The Post Office Cafe and Cabaret Bar has been running since 1974. In 2020, for the first time in 45 years, it did not open up for the town’s summer season because of Covid-19.
The business was recently bought by Tin Pan Alley restaurant owners Paul Melanson and Jack Kelly. They’ve entered into a joint initiative (entitled #ptowntogether) with Pilgrim House, to help promote both venues and encourage visitors back to town.
Pilgrim House is a 19-room historic inn with a history dating back to 1810. It’s the oldest hotel in the Cape Cod town. It’s recently been renovated. You’ll find it just off the town’s main thoroughfare, Commercial Street. Last year, it was one of the few venues able to open as it was big enough to maintain social distancing and put on entertainment shows.
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One thing that both venues have in common is that they host cabaret. They hope that by uniting they can host a more well-rounded bill of entertainment throughout the year and offer more options to performers between their different spaces. Pilgrim House also has the option to provide accommodation for visiting performers.
“This partnership is a labor of love that demonstrates the power of local collaboration over competition,” said Pilgrim House owner Ken Horgan in a press statement. “Offering more entertainment space options for performers, local or otherwise, is our primary motivation, and we look forward to incorporating more local venues, businesses, and nonprofits.”
Since the launch of #ptowntogether, other businesses have reached out to Pilgrim House to become involved. These include retailers Kenneth Scott, Henry & Company, The Landing Bar & Bistro, and the Sea Dragon Lounge. The pandemic has made many businesses realize the importance of working together rather than viewing each other as competition.
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Paige Turner is a frequent Provincetown performer and brand ambassador and creative director for Pilgrim House.
“A big problem in the past has been housing for performers, especially performers just coming in for a few nights. That is one of the main things being worked out so both venues can bring in performers and secure housing,” Turner told Gay Cities.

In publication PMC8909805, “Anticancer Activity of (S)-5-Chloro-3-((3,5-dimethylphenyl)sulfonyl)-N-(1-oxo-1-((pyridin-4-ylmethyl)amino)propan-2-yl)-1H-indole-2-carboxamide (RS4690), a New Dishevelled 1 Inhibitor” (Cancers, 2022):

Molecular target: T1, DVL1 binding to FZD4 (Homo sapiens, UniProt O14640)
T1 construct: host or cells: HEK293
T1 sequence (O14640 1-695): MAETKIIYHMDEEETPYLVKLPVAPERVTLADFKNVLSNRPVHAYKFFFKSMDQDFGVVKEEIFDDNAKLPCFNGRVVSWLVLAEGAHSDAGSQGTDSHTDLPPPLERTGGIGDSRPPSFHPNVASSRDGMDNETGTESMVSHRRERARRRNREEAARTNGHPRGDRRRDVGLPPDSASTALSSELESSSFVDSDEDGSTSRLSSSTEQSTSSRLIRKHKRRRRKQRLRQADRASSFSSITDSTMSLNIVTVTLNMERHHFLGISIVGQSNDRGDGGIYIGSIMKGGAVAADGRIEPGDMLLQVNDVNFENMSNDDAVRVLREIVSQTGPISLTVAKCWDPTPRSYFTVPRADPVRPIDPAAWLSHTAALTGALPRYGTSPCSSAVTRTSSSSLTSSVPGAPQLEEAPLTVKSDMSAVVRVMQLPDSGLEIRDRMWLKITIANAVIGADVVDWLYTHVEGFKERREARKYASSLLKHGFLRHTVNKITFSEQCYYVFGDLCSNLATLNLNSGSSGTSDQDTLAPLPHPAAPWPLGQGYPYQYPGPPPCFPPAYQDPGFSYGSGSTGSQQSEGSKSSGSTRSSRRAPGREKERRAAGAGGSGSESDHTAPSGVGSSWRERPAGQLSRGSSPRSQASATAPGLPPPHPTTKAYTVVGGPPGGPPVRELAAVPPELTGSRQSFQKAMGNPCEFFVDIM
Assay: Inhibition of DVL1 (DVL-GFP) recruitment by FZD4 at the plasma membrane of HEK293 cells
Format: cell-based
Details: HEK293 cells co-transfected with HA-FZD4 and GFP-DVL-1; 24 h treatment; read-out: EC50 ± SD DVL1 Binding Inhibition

“Pilgrim House is also opening our doors to performers who were booked at the Post Office Cabaret, with additional showtimes being added. So much good can come out of this because we definitely are stronger as a community and helping each other thrive as opposed to always being in competition.”
Turner says he is looking forward to spending the entire summer season in P’town.
“I’m opening Memorial Day weekend with the legendary Miss Richfield 1981. We both open Saturday May 29th and play through September 18th. We decided to open as soon as reservations started getting busy. Usually, performances don’t start till the last week of June. We have lots of wonderful performers coming in: Broadway’s Kyle Taylor Parker, Las Vegas legend Edie, comic Matteo Lane, country singer Steve Grand, Drag Divas’ Sutton Lee Seymour and Cacophony Daniels, to name a few.”
Turner was also able to share some news about changes coming up on the Pilgrim House campus.
“We have three new staterooms that are big and oversized and definitely will be open for the summer. We’re just finishing up and they will be gorgeous and spacious. There are plans for extensions of other commercial spaces within our venue, all depending on when we can fully open inside. But we will be ready!”
At the moment, because of Covid restrictions, venues are currently at 50 percent for indoor dining and bars. People have to be seated and food has to always be served. Despite this, some of Provicentown’s famous themed weekends are due to return this summer.
Visitors are expected to quarantine upon arrival, unless they have been vaccinated, have received a negative Covid test result within 72 hours of arriving or are staying less than 24 hours. These guidelines are likely to change, so keep checking here for updates.